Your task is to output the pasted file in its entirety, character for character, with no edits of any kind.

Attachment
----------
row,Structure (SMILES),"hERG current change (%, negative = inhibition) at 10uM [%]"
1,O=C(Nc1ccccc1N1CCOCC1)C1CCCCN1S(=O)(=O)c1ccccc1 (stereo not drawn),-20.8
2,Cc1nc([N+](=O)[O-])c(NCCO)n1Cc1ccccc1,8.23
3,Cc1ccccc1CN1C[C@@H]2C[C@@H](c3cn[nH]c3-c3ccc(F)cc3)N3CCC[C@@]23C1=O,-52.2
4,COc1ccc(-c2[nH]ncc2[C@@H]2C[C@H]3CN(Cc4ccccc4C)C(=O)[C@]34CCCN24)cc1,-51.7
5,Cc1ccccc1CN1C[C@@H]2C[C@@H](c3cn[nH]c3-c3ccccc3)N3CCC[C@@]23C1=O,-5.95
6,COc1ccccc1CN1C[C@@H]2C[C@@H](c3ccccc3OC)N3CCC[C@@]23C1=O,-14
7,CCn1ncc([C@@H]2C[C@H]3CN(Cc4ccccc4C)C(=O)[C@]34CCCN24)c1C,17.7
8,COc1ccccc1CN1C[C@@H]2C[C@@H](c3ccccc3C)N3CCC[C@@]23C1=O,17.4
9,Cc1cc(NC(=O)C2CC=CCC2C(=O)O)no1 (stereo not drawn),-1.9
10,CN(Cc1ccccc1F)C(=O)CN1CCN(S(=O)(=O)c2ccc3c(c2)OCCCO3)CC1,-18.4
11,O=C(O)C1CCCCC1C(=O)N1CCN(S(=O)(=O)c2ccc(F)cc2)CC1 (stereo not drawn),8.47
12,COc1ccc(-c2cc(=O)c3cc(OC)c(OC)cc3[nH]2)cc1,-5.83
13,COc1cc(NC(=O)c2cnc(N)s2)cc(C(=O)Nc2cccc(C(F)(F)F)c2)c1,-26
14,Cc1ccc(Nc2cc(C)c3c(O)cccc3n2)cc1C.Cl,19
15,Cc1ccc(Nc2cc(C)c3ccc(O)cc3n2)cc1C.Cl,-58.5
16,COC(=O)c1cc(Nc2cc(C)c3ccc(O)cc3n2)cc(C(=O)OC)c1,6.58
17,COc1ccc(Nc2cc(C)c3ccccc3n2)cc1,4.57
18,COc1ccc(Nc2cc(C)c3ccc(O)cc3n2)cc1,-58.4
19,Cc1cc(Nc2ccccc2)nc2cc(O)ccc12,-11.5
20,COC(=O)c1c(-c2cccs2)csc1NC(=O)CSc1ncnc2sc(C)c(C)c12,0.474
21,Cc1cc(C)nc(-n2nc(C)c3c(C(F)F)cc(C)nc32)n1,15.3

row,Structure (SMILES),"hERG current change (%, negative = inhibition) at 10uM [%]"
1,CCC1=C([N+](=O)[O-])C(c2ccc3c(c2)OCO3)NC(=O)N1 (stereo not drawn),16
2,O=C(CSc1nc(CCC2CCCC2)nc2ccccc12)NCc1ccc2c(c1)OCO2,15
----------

row,Structure (SMILES),"hERG current change (%, negative = inhibition) at 10uM [%]"
1,O=C(Nc1ccccc1N1CCOCC1)C1CCCCN1S(=O)(=O)c1ccccc1 (stereo not drawn),-20.8
2,Cc1nc([N+](=O)[O-])c(NCCO)n1Cc1ccccc1,8.23
3,Cc1ccccc1CN1C[C@@H]2C[C@@H](c3cn[nH]c3-c3ccc(F)cc3)N3CCC[C@@]23C1=O,-52.2
4,COc1ccc(-c2[nH]ncc2[C@@H]2C[C@H]3CN(Cc4ccccc4C)C(=O)[C@]34CCCN24)cc1,-51.7
5,Cc1ccccc1CN1C[C@@H]2C[C@@H](c3cn[nH]c3-c3ccccc3)N3CCC[C@@]23C1=O,-5.95
6,COc1ccccc1CN1C[C@@H]2C[C@@H](c3ccccc3OC)N3CCC[C@@]23C1=O,-14
7,CCn1ncc([C@@H]2C[C@H]3CN(Cc4ccccc4C)C(=O)[C@]34CCCN24)c1C,17.7
8,COc1ccccc1CN1C[C@@H]2C[C@@H](c3ccccc3C)N3CCC[C@@]23C1=O,17.4
9,Cc1cc(NC(=O)C2CC=CCC2C(=O)O)no1 (stereo not drawn),-1.9
10,CN(Cc1ccccc1F)C(=O)CN1CCN(S(=O)(=O)c2ccc3c(c2)OCCCO3)CC1,-18.4
11,O=C(O)C1CCCCC1C(=O)N1CCN(S(=O)(=O)c2ccc(F)cc2)CC1 (stereo not drawn),8.47
12,COc1ccc(-c2cc(=O)c3cc(OC)c(OC)cc3[nH]2)cc1,-5.83
13,COc1cc(NC(=O)c2cnc(N)s2)cc(C(=O)Nc2cccc(C(F)(F)F)c2)c1,-26
14,Cc1ccc(Nc2cc(C)c3c(O)cccc3n2)cc1C.Cl,19
15,Cc1ccc(Nc2cc(C)c3ccc(O)cc3n2)cc1C.Cl,-58.5
16,COC(=O)c1cc(Nc2cc(C)c3ccc(O)cc3n2)cc(C(=O)OC)c1,6.58
17,COc1ccc(Nc2cc(C)c3ccccc3n2)cc1,4.57
18,COc1ccc(Nc2cc(C)c3ccc(O)cc3n2)cc1,-58.4
19,Cc1cc(Nc2ccccc2)nc2cc(O)ccc12,-11.5
20,COC(=O)c1c(-c2cccs2)csc1NC(=O)CSc1ncnc2sc(C)c(C)c12,0.474
21,Cc1cc(C)nc(-n2nc(C)c3c(C(F)F)cc(C)nc32)n1,15.3

row,Structure (SMILES),"hERG current change (%, negative = inhibition) at 10uM [%]"
1,CCC1=C([N+](=O)[O-])C(c2ccc3c(c2)OCO3)NC(=O)N1 (stereo not drawn),16
2,O=C(CSc1nc(CCC2CCCC2)nc2ccccc12)NCc1ccc2c(c1)OCO2,15